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Delhi Wine Club

Posted: Wednesday, 18 August 2010 10:39

Chardonnay Cheater of Australia Sentenced

The recent judgment pronounced in the case of a Riverland wine company and its managing director where both have been fined more than A$351,000 for falsely selling Sultanas as Chardonnay grapes should send warning bells to the lawmakers in India that they need to move fast to regulate the industry to prevent such frauds in the nascent Indian industry.

In 2003, Rivers Wines and its Managing Director Andrew Hashim falsified records to pass off sultanas as chardonnay grapes by mixing the juice, to companies like Hardys and Orlando which suspecting a fraud, stopped buying the grapes and reported the matter to the Australian Wine and Brandy Corporation for investigations. At that time Chardonnay was selling at around A$1000 a tonne, four times more than the eating Sultana grape variety.

The Adelaide Magistrates Court held the company guilty on 79 counts and Hashim was convicted on 34 counts after a lengthy trial. The company was fined A$300,000 whereas Hashim has been fined A$51,000 and the court costs. However, he is not expected to pay up as he is bankrupt.

The Australian Wine and Brandy Corporation said the offence was discovered swiftly and it was able to contact the businesses that bought the grapes, quarantine them before they were sold in the market. The auxiliary magistrate said Hashim's offence had serious consequences for the wine industry but he had shown no remorse.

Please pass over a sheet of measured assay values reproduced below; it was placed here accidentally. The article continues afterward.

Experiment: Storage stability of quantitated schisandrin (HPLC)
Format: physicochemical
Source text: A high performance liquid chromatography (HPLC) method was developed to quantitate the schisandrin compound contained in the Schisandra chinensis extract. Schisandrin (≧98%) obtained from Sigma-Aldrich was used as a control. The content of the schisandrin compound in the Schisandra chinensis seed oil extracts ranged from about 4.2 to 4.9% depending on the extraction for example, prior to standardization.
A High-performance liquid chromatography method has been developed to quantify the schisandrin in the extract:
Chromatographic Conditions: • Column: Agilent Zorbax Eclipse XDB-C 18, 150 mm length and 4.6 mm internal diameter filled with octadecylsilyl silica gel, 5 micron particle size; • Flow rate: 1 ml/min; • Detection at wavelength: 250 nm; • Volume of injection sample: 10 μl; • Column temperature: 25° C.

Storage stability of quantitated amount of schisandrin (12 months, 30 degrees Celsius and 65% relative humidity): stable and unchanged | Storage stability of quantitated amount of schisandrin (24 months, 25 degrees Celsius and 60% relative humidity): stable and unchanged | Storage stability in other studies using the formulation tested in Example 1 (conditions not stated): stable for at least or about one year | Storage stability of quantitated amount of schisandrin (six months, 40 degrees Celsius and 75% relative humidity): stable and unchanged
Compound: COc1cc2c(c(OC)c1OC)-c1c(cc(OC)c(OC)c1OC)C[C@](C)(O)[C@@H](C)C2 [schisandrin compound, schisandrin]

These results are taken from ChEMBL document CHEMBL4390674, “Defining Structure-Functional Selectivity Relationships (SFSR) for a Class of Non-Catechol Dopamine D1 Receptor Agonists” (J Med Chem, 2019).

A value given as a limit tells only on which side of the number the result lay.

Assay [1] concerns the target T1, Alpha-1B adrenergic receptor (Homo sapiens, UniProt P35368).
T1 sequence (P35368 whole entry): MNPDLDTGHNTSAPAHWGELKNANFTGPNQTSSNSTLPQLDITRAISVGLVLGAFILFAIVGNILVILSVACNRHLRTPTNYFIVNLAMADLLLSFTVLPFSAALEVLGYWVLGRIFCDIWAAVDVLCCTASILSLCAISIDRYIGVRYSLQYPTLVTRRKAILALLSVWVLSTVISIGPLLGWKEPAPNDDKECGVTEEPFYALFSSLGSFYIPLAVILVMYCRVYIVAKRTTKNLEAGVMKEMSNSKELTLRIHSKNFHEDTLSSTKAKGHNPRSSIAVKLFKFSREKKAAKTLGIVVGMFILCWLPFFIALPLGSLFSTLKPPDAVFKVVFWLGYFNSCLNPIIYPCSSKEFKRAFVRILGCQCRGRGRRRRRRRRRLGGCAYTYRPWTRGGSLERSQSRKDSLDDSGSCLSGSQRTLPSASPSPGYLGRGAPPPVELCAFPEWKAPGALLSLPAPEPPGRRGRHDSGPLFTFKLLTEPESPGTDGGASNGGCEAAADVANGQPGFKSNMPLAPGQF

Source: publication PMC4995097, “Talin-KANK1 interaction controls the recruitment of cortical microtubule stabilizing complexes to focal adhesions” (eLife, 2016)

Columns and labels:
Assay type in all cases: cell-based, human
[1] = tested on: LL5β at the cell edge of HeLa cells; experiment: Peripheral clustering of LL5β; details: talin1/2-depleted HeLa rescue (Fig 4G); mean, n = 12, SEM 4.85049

The details of the case were already published in the April 2010 edition of delWine:

As reported earlier, in India, there are no strict regulations on growing or selling the grapes. With the newly formed Indian Grape Processing Board, it is hoped that the laws would soon be in place. The unscrupulous suppliers or the producers get away with ‘murder’ while the quality suffers terribly. With India ready to join OIV, the Board will be in a good position to get into this area. It may be interesting to note that the Australian Wine and Brandy Corporation has been extremely vigilant. The same should be expected from the Board or any other company formed to regulate and monitor the quality and specifications and be strict and vigilant and that we shall get rid of the problem of mislabeling.

It may be pertinent to point out that for years Indage vintners has been mentioning on the back label of their Riviera table wine, Pinot Noir as one of the grape varietals used. There is no way to check the authenticity of the statement. With the Chairman of the Board being the chairman of the winery too, it will be a piquant situation and things are expected to come to head sooner or later. False-labeling of wines is not an uncommon phenomenon in the Indian wine industry.

However, this is not the first case of big producers being duped globally. Last year saw the conviction of producers and exporters from South of France for supplying cheaper grapes as Pinot Noir to Gallo (it was reported by delWine). The curious case of Brunello di Montalcino where a few wineries were blocked from releasing their wine for months as the authenticity of grapes was in doubt still rankles in one’s mind.

It does bring to mind the importance of wine laws to be in place on an urgent basis.

Riverland Grape Prices Crash

In another related story about Riverland, the wine grape growers in this part of South Australia farmers are feeling the pinch as they earn the lowest prices in ten years.

Research collated by the Riverland Wine Grape Growers Associations predicts this year's grower returns are at $268 a tonne down from a record high of $673 in 2002.

The association's chief executive Chris Byrne says many growers are finding the situation untenable. ‘It is simply not sustainable, and it's really just a reflection of the hardship that most people have had to endure.’


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